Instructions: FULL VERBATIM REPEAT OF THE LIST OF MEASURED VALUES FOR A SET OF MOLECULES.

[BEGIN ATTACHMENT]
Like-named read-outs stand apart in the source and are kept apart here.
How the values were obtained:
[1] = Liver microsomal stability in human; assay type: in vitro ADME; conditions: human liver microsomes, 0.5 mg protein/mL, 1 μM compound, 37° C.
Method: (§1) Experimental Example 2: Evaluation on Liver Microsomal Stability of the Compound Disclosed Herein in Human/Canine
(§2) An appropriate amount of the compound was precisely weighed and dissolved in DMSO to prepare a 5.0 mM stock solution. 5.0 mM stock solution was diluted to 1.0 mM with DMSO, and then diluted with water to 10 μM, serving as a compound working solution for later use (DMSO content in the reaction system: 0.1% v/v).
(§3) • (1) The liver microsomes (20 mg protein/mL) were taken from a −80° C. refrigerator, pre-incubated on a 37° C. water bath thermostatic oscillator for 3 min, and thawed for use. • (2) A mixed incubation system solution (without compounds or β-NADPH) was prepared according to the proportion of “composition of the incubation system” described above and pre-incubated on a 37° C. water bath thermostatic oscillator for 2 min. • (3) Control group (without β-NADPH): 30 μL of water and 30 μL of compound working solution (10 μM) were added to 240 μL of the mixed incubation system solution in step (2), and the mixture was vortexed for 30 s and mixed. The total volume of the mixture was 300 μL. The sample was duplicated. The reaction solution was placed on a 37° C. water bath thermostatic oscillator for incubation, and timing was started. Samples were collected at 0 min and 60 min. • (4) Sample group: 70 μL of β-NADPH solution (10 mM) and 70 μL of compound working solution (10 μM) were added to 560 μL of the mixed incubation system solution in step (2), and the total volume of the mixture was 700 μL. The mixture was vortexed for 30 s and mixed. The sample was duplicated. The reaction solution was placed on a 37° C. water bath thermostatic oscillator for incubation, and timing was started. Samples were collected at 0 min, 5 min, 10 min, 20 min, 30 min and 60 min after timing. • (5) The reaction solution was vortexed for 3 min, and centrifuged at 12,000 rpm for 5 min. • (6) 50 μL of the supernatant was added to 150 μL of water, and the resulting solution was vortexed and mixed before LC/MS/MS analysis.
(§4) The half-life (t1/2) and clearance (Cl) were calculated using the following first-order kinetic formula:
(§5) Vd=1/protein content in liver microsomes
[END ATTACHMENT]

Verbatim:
Like-named read-outs stand apart in the source and are kept apart here.
How the values were obtained:
[1] = Liver microsomal stability in human; assay type: in vitro ADME; conditions: human liver microsomes, 0.5 mg protein/mL, 1 μM compound, 37° C.
Method: (§1) Experimental Example 2: Evaluation on Liver Microsomal Stability of the Compound Disclosed Herein in Human/Canine
(§2) An appropriate amount of the compound was precisely weighed and dissolved in DMSO to prepare a 5.0 mM stock solution. 5.0 mM stock solution was diluted to 1.0 mM with DMSO, and then diluted with water to 10 μM, serving as a compound working solution for later use (DMSO content in the reaction system: 0.1% v/v).
(§3) • (1) The liver microsomes (20 mg protein/mL) were taken from a −80° C. refrigerator, pre-incubated on a 37° C. water bath thermostatic oscillator for 3 min, and thawed for use. • (2) A mixed incubation system solution (without compounds or β-NADPH) was prepared according to the proportion of “composition of the incubation system” described above and pre-incubated on a 37° C. water bath thermostatic oscillator for 2 min. • (3) Control group (without β-NADPH): 30 μL of water and 30 μL of compound working solution (10 μM) were added to 240 μL of the mixed incubation system solution in step (2), and the mixture was vortexed for 30 s and mixed. The total volume of the mixture was 300 μL. The sample was duplicated. The reaction solution was placed on a 37° C. water bath thermostatic oscillator for incubation, and timing was started. Samples were collected at 0 min and 60 min. • (4) Sample group: 70 μL of β-NADPH solution (10 mM) and 70 μL of compound working solution (10 μM) were added to 560 μL of the mixed incubation system solution in step (2), and the total volume of the mixture was 700 μL. The mixture was vortexed for 30 s and mixed. The sample was duplicated. The reaction solution was placed on a 37° C. water bath thermostatic oscillator for incubation, and timing was started. Samples were collected at 0 min, 5 min, 10 min, 20 min, 30 min and 60 min after timing. • (5) The reaction solution was vortexed for 3 min, and centrifuged at 12,000 rpm for 5 min. • (6) 50 μL of the supernatant was added to 150 μL of water, and the resulting solution was vortexed and mixed before LC/MS/MS analysis.
(§4) The half-life (t1/2) and clearance (Cl) were calculated using the following first-order kinetic formula:
(§5) Vd=1/protein content in liver microsomes